MOSS provides a general mechanism for developing natural language dialogs in the favorite language of the user. A small on line documentation application has been developed to illustrate the possibilities of the dialog mechanism. The MOSS user is interfaced through the MOSS window when in HELP mode (1).

    Figure 1: MOSS interaction window

    Who should Read the Manual

    This manual is intended for those who want to learn how a natural language interface was designed and built in the context of the MOSS environment. A more detailed manual is available for designing OMAS Personal Assistant dialogs.

    6

  • 2 Example of Dialog

    The interaction between the user and MOSS occurs normally through the MOSS window (2) using the Hel mode. Under certain conditions it can be carried out in the Lisp listener, which is easier for obtaining a transcript.

    Figure 2: MOSS dialog in the interaction window (Help mode)

    The following example is a transcript of a session. The dialog is however biased in the sense that it uses the documented parts of the MOSS system known to exist.

    In the following dialog the user input is printed in italics.

    ? (moss::start-conversation moss::_main-conversation)

    Warning. This is not a real dialog in the sense that every question usually does not

    use the previous context. Thus, referents like pronouns or ellipsis (referring to part

    of the answer) won’t work.

    - Hi! I will try to do my best to answer your question, but remember that my IQ is limited?

    What do you want to know?

    - What is MOSS?

    ----------

    MOSS is an experimental system for modeling concepts. It can be used in particular

    to develop ontologies. MOSS has been first implemented in 1986, using a model

    called PDM (for Property-Driven Model). PDM has been refined and improved until

    today. PDM and MOSS were developed at UTC by Jean-Paul Barthès and PhD students.

    ----------

    - What else can I do for you?

    - what is a concept?

    ----------

    A CONCEPT is something representing an object of the real world. It can be

    abstract (an idea) or concrete (a person). If abstract, also said to be defined

    in intension, it is usually represented by a class (a MOSS ENTITY). When

    concrete, i.e. representing an individual, id is usually represented by an instance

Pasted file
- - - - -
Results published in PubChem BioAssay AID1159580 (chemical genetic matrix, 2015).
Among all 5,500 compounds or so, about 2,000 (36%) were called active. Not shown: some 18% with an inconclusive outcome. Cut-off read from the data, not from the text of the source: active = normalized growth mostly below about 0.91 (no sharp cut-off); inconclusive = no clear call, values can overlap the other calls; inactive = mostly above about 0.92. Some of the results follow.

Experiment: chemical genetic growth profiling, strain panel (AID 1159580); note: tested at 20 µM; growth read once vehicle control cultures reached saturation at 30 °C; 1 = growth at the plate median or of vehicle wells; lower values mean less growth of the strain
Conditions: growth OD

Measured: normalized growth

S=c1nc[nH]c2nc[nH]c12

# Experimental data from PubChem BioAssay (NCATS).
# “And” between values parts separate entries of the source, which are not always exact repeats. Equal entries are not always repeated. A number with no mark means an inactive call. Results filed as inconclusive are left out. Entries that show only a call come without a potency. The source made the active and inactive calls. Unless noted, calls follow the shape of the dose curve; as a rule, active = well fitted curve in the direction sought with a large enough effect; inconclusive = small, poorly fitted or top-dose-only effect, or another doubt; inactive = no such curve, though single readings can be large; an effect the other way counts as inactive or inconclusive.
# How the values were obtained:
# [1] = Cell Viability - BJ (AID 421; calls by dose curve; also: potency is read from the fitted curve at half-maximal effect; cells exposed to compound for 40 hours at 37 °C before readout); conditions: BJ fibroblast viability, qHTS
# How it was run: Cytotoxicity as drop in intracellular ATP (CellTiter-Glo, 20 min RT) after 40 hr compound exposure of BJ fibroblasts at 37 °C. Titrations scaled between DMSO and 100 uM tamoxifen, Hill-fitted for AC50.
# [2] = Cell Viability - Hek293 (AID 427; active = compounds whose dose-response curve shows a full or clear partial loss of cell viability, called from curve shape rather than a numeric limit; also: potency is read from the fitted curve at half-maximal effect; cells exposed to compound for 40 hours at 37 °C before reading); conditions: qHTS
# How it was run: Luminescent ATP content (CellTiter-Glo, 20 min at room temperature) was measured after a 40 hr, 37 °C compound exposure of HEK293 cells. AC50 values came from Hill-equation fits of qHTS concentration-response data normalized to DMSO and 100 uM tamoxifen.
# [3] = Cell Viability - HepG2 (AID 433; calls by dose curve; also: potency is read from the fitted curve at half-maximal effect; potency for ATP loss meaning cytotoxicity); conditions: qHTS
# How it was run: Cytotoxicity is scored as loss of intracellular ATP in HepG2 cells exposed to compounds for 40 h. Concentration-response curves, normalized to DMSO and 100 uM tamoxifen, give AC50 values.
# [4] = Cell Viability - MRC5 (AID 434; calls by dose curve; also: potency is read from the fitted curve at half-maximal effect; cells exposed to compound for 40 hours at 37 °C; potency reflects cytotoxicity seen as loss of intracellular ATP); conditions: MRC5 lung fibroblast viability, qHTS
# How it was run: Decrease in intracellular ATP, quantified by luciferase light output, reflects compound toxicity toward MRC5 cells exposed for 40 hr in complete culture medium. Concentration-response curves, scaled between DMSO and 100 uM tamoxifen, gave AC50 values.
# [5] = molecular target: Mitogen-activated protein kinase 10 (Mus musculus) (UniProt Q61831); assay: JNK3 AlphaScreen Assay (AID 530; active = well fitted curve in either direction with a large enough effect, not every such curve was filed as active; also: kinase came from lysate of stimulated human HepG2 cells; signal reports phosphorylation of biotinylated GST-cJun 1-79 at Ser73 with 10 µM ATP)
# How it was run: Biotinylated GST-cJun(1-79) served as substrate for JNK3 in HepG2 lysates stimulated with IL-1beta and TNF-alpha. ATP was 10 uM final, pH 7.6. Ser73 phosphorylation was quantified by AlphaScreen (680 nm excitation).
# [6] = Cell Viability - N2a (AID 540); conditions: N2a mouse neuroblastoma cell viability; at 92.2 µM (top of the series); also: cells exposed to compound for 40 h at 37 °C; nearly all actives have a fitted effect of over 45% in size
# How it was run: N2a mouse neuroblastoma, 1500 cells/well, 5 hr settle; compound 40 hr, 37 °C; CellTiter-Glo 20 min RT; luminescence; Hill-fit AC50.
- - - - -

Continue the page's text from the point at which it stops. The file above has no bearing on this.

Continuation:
7

  • of some class. In MOSS, it could

    be represented as an ORPHAN, i.e. a classless object.

    ----------

    - What else can I do for you?

    - what is an orphan?

    - I do not understand what you want to know. I can only give information about MOSS

    objects or MOSS procedures (HOW TO...).

    - About what MOSS object do you want information? (if you want to quit, simply say: none).

    - orphan?

    - I do not understand what you want to know. I can only give information about MOSS

    objects or MOSS procedures (HOW TO...).

    - About what MOSS object do you want information? (if you want to quit, simply say: none).

    - none.

    - Is there anything more I can do for you?

    - help?

    ----------

    I can give you information about the various MOSS concepts as an answer to a question:

    WHAT IS ...?

    I can tell you how to operate MOSS as an answer to a question:

    HOW TO ...?

    If you do not want anything, I’ll go to sleep...

    ----------

    - Is there anything more I can do for you?

    - what time is it?

    - Current time is 9:3:11 and today is the 22/6/2005

    - Would you like to know something else?

    - yes.

    - I’m listening....

    - how do I create a class?

    ----------

    to create a CLASS (or MODEL) you can use the m-defclass macro or the m-make-class

    function.

    E.g.,

    (m-defclass PERSON

    (:att NAME (:entry)(:max 3))

    (:att AGE (:max 1))

    (:rel BROTHER PERSON))

    or

    (m-make-class ’PERSON

    ’(:att NAME (:entry)(:max 3))

    ’(:att AGE (:max 1))

    ’(:rel BROTHER PERSON))

    The datailed syntax is the following:

    (m-defclass name &rest option-list) - creates a new class

    syntax of option list is

    (:is-a *) for defining inheritance

    (:tp ) specifies terminal prop

    8

  • (:sp ) specifies structural prop

    (:doc )

    Options for terminal properties are;:

    (:is-a (:system ) )*

    for defining inheritance one class at a time

    (:min ) minimal cardinality

    (:max ) maximal cardinality

    (:name ) external variable-name

    (:default ) default, not obeying PDM2 specifications

    (:unique) minimal and maximal cardinality are each 1

    (:entry ) specify entry-point

    if no arg uses make-entry, otherwise uses

    specified function

    where

    ::=

    e.g. (:entry (value-li